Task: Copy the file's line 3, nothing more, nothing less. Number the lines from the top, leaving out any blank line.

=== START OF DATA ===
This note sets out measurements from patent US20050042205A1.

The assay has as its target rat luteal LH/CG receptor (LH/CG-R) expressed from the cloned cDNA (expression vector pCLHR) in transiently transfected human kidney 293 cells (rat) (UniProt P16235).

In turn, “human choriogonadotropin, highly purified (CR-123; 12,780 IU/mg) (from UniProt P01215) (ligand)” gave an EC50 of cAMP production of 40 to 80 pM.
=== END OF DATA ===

In turn, “human choriogonadotropin, highly purified (CR-123; 12,780 IU/mg) (from UniProt P01215) (ligand)” gave an EC50 of cAMP production of 40 to 80 pM.